Tough meat....need suggestions for more tender dinners

Discussion in 'Meat Birds ETC' started by kathleengp, Jun 30, 2011.

  1. kathleengp

    kathleengp Chillin' With My Peeps

    Sep 6, 2009
    I have only butchered 3 birds - 2 roosters each between 12 and 18 months and one 5 week old duck. The roosters I did expect to be tough. I cooked one long and slow into chicken soup and it was ok. It sat 2 days in fridge after butcher. The next roo sat 3 days and I threw it on the grill. I am telling you it was the toughest stuff imaginable! My son and I had to fight to gnaw it off the bone!

    So last week I had an owl attack one of my 5 week old ducks in the night. He survived but was not able to move around and did not look like he would make it. I don't know the breed - I think a Rouen mix. These were ducklings I got cheap intended for meat - all mixed breed. So I butchered the duckling and ate it on the grill the next night (so about 30-32 hours in the fridge). I was so looking forward to a tender meal and it was still pretty tough! What am I doing wrong?

    I butcher with cuts to the jugular, they're contained in a cone and it's a pretty peaceful process, they are fed unmedicated chick starter or game starter until 5 months and then those roos were on layer. I thought that duckling would be so tender and it was way better than the roos but still pretty tough. Any hints for tender meat? I have 50 Freedom Rangers now 10 days old and I want to make sure I get nice dinners from them and not 50 tough stringy birds!
  2. Urban Chaos

    Urban Chaos Chillin' With My Peeps

    Feb 9, 2011
    crock pot
  3. La Mike

    La Mike (Always Slightly Off)

    Nov 20, 2009
    Soak them in vinegar or a salt brine and that should help. You need to get the enzymes working in your favor [​IMG]
  4. Okie Amazon

    Okie Amazon Chillin' With My Peeps

    Mar 22, 2011
    Midwest City
    Perhaps it's your grilling technique. Coals should be white-hot when you put the meat on. Sear both sides (about 5-6 minutes on each side, moving it to a fresh spot on the grill, then move meat up away from the coals to cook the insides more slowly. Searing the outsides holds in the juices. Not being a duck cook, I believe duck is dry to begin with. Maybe roasting in the oven in a baking bag might be a better method for duck.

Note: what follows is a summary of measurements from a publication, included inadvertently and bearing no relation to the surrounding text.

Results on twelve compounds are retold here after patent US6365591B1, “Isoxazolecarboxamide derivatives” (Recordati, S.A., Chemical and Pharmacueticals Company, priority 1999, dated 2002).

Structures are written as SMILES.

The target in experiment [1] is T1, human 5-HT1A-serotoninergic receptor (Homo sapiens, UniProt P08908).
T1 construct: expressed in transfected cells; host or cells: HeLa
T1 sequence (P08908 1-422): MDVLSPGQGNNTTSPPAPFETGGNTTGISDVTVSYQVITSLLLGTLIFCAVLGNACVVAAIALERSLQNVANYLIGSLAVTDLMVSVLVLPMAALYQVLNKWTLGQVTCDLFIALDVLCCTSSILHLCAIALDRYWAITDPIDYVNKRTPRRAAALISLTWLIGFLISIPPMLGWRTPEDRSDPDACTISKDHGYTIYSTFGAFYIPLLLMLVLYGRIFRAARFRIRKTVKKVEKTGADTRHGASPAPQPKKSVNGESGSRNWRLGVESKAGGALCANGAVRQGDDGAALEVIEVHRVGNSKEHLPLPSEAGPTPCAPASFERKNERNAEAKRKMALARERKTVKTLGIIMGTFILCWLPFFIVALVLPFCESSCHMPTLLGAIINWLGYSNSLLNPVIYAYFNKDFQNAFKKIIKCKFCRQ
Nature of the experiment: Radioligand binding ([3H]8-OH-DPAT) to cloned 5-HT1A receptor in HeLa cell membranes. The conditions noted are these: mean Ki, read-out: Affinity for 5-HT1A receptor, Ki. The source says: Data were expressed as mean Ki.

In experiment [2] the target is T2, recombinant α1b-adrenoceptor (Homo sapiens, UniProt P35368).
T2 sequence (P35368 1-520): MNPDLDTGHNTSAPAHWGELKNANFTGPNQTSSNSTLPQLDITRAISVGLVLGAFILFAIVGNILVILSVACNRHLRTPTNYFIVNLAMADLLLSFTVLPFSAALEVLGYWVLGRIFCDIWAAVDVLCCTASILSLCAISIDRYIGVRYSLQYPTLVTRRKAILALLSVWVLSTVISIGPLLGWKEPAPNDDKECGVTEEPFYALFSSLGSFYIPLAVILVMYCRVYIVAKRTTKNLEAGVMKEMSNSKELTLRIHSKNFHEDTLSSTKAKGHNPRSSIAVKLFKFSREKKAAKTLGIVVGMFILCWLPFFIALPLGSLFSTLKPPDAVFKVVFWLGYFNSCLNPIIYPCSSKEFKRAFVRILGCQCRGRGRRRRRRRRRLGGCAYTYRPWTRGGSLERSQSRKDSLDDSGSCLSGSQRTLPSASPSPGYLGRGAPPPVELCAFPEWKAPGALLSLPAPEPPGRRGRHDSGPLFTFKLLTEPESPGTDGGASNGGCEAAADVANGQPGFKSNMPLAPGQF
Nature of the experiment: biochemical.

5. Clay Valley Farmer

    Clay Valley Farmer Chillin' With My Peeps

    Sep 7, 2010
    Yep, crock pot, pressure cooker or else cook it very slow 300 f or less with lots of moisture. Grilling is not the best option unless you are real patient and can do it with lower indirect heat like you would for cooking ribs.
    Last edited: Jun 30, 2011
  6. La Mike

    La Mike (Always Slightly Off)

    Nov 20, 2009
    I wrap duck in bacon [​IMG]
    Keeps em nice and juicy but remember duck should not be cooked well done either [​IMG]
  7. Steve_of_sandspoultry

    Steve_of_sandspoultry Overrun With Chickens

    Last edited: Jul 19, 2011
  8. kathleengp

    kathleengp Chillin' With My Peeps

    Sep 6, 2009
    What great cooking ideas! Thanks so much. I just caught one of my 14 week old Marans roosters from a straight run and quarantined him. I'm going to experiment !

    Thanks :)
  9. RoosterGeek

    RoosterGeek Chillin' With My Peeps

    Aug 31, 2010
    Lebanon, TN
    For older birds (Roosters) I absolutely LOVE my Lodge 7 quart dutch oven. It even has a lid with spikes that helps baste the bird as it cooks. My birds are so much better after getting one of those.

    My old birds come out of that dutch oven amazing every time.[​IMG]:drool

    I also put them in my crock pot which gives me stock and lots of burrito and casserole meat.

    If I put something in the crock pot, I do not brine it as very little moisture escapes the container.

    I don't always brine my birds, but usually on the older ones.

    For some of my "harvest" I cut them up into leg quarters, breast, tenders, etc and package and then freeze. I then let the meat thaw and relax for a few days in my refrigerator before cooking.

    For your duck, you might have cooked it too high for too long. I second Okie Amazon.

    Gordon Ramsay has a good quick video on how to cook duck breast :

    I wouldn't worry about your FR. Mine were pretty awesome.

    I hope this helps!
    Last edited: Jun 30, 2011
  10. Oregon Blues

    Oregon Blues Overrun With Chickens

    Apr 14, 2011
    Central Oregon
    Young duck should be tender. If it is home raised correctly, duck should be quite lean. That means you have to be very careful not to over-cook. It dries out easily.

    It's not like cooking chicken where underdone chicken tastes weird. I like duck cooked about medium.

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